Sharing information means giving factual information relevant to that person, explaining your view, and why you believe it. Use quality information, such as via the World Health Organisation’s Vaccine Safety Net portal. Personalise it: “I believe vaccination is important because …”

Close with a plan

This creates opportunities for future conversations. Some parents review their decisions, such as during a localised outbreak or when the child is older. It’s also good to have an exit strategy because vaccination discussions can go on and on. You might ask, “Can we talk about this again some time?”

Decide how you want to spend your energy

Responding to people who question vaccination can be hard. So be judicious about where you spend your energy.

If you truly want to make a difference, avoid the temptation to reflexively correct what you believe is wrong and getting embroiled in lengthy vaccination debates or games of scientific ping pong.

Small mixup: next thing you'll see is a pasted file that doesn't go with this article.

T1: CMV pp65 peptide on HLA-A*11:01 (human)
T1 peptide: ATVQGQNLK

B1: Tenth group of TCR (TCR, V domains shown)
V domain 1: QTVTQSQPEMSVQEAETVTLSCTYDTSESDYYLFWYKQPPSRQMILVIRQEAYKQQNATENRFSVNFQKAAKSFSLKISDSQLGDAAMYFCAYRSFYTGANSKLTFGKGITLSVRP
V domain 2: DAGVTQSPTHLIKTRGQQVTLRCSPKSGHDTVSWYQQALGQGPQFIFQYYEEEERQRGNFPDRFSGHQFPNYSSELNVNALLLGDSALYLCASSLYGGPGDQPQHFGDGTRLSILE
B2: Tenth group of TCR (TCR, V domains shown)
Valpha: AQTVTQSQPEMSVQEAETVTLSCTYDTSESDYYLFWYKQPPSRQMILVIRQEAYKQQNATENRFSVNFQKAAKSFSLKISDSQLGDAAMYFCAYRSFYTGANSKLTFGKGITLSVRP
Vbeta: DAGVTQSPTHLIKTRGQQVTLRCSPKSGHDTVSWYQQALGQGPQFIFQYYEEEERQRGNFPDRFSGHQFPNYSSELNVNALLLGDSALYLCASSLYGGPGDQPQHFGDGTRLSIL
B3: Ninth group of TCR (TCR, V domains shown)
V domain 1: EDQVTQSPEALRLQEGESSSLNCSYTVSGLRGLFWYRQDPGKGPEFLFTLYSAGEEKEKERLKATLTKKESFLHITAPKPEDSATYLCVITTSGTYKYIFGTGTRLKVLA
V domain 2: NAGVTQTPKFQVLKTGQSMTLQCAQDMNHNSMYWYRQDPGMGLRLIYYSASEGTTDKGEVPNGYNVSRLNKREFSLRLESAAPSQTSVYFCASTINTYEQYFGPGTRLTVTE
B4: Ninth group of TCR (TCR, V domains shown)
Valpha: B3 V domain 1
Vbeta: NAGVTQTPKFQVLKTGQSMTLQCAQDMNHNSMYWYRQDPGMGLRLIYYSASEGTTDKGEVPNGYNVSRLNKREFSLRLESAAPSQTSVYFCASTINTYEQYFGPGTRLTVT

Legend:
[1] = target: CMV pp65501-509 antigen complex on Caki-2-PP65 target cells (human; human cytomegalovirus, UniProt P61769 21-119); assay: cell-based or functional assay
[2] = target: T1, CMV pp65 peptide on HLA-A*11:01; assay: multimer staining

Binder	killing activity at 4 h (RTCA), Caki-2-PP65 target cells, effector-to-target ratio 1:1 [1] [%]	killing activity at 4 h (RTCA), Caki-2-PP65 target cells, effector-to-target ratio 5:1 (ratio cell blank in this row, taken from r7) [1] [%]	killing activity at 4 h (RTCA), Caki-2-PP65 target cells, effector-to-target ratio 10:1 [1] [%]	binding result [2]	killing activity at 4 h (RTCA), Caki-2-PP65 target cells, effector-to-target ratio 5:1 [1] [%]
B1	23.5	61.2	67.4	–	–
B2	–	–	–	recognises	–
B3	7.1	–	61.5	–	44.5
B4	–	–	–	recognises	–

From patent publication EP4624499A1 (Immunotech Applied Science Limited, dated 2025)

Jump in without thinking, and you risk wasting your time, affecting relationships with family and friends, or even inadvertently amplifying anti-vaccine views.
Instead, assess that person’s position on vaccination, your goals and what is most important in your relationship.


Information for parents who have questions about immunisation is available here.The Conversation

Julie Leask, Professor, University of Sydney and Maryke Steffens, PhD Candidate, Macquarie University

This article is republished from The Conversation under a Creative Commons license. Read the original article.